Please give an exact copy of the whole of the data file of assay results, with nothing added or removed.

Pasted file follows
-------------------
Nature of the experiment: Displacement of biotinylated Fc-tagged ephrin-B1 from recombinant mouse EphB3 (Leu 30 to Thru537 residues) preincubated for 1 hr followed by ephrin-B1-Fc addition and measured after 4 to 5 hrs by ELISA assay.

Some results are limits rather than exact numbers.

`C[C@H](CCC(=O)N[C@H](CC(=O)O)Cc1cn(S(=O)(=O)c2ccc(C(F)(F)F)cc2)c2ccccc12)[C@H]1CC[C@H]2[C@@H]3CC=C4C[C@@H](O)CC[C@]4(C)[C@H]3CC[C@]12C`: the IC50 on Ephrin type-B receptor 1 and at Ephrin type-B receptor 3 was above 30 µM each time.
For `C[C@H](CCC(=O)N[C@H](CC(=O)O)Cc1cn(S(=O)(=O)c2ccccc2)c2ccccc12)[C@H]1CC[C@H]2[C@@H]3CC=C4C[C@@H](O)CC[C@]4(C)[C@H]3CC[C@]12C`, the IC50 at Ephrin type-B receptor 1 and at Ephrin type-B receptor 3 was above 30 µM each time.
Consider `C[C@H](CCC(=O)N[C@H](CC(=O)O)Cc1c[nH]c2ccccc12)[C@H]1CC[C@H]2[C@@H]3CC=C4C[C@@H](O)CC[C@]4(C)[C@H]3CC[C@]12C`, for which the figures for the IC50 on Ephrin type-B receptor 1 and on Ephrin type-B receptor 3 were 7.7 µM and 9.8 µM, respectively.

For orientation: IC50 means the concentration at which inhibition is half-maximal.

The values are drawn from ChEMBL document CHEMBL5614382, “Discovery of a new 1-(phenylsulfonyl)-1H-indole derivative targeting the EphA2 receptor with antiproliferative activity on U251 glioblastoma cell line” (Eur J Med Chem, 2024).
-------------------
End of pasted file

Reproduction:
Nature of the experiment: Displacement of biotinylated Fc-tagged ephrin-B1 from recombinant mouse EphB3 (Leu 30 to Thru537 residues) preincubated for 1 hr followed by ephrin-B1-Fc addition and measured after 4 to 5 hrs by ELISA assay.

Some results are limits rather than exact numbers.

`C[C@H](CCC(=O)N[C@H](CC(=O)O)Cc1cn(S(=O)(=O)c2ccc(C(F)(F)F)cc2)c2ccccc12)[C@H]1CC[C@H]2[C@@H]3CC=C4C[C@@H](O)CC[C@]4(C)[C@H]3CC[C@]12C`: the IC50 on Ephrin type-B receptor 1 and at Ephrin type-B receptor 3 was above 30 µM each time.
For `C[C@H](CCC(=O)N[C@H](CC(=O)O)Cc1cn(S(=O)(=O)c2ccccc2)c2ccccc12)[C@H]1CC[C@H]2[C@@H]3CC=C4C[C@@H](O)CC[C@]4(C)[C@H]3CC[C@]12C`, the IC50 at Ephrin type-B receptor 1 and at Ephrin type-B receptor 3 was above 30 µM each time.
Consider `C[C@H](CCC(=O)N[C@H](CC(=O)O)Cc1c[nH]c2ccccc12)[C@H]1CC[C@H]2[C@@H]3CC=C4C[C@@H](O)CC[C@]4(C)[C@H]3CC[C@]12C`, for which the figures for the IC50 on Ephrin type-B receptor 1 and on Ephrin type-B receptor 3 were 7.7 µM and 9.8 µM, respectively.

For orientation: IC50 means the concentration at which inhibition is half-maximal.

The values are drawn from ChEMBL document CHEMBL5614382, “Discovery of a new 1-(phenylsulfonyl)-1H-indole derivative targeting the EphA2 receptor with antiproliferative activity on U251 glioblastoma cell line” (Eur J Med Chem, 2024).